July 9, 2023

Lauren Galli

Galli Gripes: Three Lessons I Learned From My Dad

Tribute to Dad

I will warn you now — this is not going to be my traditional gripe. This blog post comes from the gut-wrenching and unabashed pain of devastating loss. This is my catharsis.

About My Dad

I met Chris (my Dad) when I was 21 years old and already an “adult.” I knew instantly he was the man my mom had been searching for her entire life. What I didn’t know — but soon learned — is that he also was the father I needed to turn me into a real adult.

Chris was an incredible force of nature and a genuinely good person. In 2020, shortly after he and my mom retired, he was diagnosed with pancreatic cancer. He went through multiple surgeries and 12 rounds of chemotherapy in hopes of saving his life. But in the end, none of the procedures were successful. On May 31, 2023, he succumbed to his illness and left an incredible hole in our family.

Chris was practical to the very end, so most of the posthumous decisions were made, making things a little less complicated for my mom and me. However, a month later, the loss of him still hurts like hell. I wallowed in my grief for a couple of weeks and then I started to think about all the lessons I learned from Chris. Believe me, they are plentiful, but here are the top three.

Three Ways to Live Like Chris

1. Be Frugal, But Spend Money On Quality

Chris wasn’t cheap; he was frugal. He wore clothes from Kohl’s and Target around the house and khakis to work. He did not drive a luxury car, he saved for retirement diligently, and he and my mom were not real-estate poor. Everything they spent money on was carefully contained within the budget he created. He was sensible, but also he knew the importance of quality items. His dress shirts were tailored for him, he loved a lavish vacation, and more than anything, he would drop some serious coin on damn good food.

That was Chris in a nutshell; spend money when you know it is going to be worth it, but buy your Dockers khakis from JCPenney or Kohl’s.

2. Work Hard, Play Harder

Chris loved to take incredible journeys. He once sang with a choir at St. Francis of Assisi and all over Italy, he walked the pathway of The Great Wall of China, and he trekked all over New England on several occasions. He definitely knew how to play properly — because he knew how to work properly as well.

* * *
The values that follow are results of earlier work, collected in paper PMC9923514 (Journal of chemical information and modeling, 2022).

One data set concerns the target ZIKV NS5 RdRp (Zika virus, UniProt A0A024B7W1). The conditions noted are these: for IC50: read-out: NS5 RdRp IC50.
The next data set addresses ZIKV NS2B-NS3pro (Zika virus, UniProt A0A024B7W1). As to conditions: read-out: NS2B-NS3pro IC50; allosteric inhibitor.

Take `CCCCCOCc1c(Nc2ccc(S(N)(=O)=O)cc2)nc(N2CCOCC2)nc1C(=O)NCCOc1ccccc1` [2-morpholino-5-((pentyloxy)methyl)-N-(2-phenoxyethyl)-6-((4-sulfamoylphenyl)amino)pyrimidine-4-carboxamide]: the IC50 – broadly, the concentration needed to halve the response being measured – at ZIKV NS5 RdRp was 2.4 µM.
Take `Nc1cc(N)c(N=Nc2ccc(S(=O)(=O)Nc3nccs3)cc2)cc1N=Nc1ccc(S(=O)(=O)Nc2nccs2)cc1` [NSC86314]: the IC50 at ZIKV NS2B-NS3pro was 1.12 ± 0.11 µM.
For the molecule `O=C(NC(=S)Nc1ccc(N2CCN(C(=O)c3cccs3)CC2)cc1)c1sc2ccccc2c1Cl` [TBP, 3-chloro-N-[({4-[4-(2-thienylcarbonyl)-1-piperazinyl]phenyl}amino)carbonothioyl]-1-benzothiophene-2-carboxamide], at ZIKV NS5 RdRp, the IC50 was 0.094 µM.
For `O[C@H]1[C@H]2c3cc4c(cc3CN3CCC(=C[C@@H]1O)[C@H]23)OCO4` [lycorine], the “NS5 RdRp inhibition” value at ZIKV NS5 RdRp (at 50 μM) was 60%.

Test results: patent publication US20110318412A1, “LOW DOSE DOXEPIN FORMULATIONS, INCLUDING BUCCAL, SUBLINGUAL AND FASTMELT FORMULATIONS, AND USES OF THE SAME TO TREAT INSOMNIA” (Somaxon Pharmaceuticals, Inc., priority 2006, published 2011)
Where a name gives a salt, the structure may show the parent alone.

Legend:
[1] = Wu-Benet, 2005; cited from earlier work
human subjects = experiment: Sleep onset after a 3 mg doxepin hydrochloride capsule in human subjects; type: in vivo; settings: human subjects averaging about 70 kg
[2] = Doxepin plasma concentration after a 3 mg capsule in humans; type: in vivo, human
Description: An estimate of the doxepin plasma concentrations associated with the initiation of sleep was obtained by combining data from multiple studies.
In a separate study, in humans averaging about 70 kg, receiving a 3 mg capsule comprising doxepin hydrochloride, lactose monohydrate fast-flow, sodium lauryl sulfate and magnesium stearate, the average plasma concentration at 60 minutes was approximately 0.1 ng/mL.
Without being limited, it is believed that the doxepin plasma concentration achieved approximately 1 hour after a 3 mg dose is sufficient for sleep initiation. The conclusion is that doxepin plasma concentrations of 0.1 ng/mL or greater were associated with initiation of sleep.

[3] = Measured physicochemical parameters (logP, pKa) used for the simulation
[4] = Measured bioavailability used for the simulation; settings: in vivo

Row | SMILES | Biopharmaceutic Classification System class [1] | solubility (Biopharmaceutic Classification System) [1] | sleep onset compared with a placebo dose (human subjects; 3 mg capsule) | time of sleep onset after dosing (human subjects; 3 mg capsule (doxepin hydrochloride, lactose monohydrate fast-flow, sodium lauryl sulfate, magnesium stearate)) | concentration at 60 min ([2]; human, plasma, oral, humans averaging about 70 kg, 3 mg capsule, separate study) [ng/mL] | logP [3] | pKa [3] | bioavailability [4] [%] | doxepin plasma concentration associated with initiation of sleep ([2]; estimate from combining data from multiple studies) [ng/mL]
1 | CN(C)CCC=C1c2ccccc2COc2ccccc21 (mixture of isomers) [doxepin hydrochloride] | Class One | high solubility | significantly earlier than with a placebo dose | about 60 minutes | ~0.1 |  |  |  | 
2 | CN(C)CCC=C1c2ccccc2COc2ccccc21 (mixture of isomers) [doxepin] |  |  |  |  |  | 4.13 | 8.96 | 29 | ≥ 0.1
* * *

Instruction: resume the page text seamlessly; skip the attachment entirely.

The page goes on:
Chris instilled in me a work ethic. He taught me to put myself into my work, but also stressed leaving work at work. He worked hard at home, too. He always found something to keep him occupied — whether massive amounts of yard work or one of his gorgeous woodworking projects. Chris enjoyed buckling down and accomplishing a task, and he looked forward to the reward of a nice cigar and a glass of good whiskey.

3. Be Stoic, Be Brave, and Be Dignified

From the moment of his diagnosis and until the very end, there was never a minute that Chris felt sorry for himself. He never asked why this was happening to him. He never complained about the amount of pain he was in. He called the pastor of his church and arranged his own funeral service with her, down to the songs he wanted us to sing! There was a moment (when we knew the end was near) when he asked us to help him change into a nicer shirt in anticipation of a visit from his incredible doctor.

Every person who encountered Chris in life and during the course of his illness was amazed by his stoicism. He never lost the smile from his face, and he kept on with his woodworking until his hands no longer allowed him to. And even in his last week of life, he was out in the garden helping my mom plant some new flowers.

Worth the Wait and Forever Loved

When you’re 21 and your mom marries someone new, you don’t usually have high hopes for a significant father-daughter relationship. Fortunately, I was one of the lucky ones. Chris never called me his stepdaughter…he saw me as his own. He provided sage advice when I needed it, bailed me out of a tough situation (on more than one occasion), and was always there with an amazing one-liner when I needed cheering up. That is just who he was.

I don’t know if this hole in my heart will ever mend, but I am hoping the grief fades and I hurt less as I seek comfort in my amazing treasure trove of memories of Chris. For now though, I plan to focus on what I have learned from my incredible Dad and try to heal.

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4 comments on “Galli Gripes: Three Lessons I Learned From My Dad”

  1. My heart aches everyday for the pain you and your mom are going through. I’ll keep praying for comfort and peace for both of you.
    I only knew Chris for such a short time, but his funeral and your words conveyed the incredible man he was. And the man you and your mom deserved. Grief never goes away, but you learn to live with the memories. Love you both.

  2. Hi Lauren,
    What beautiful words. Remember that great grief is a sign that you loved and were loved extravagantly ❤️. Praying for you and your precious mom.

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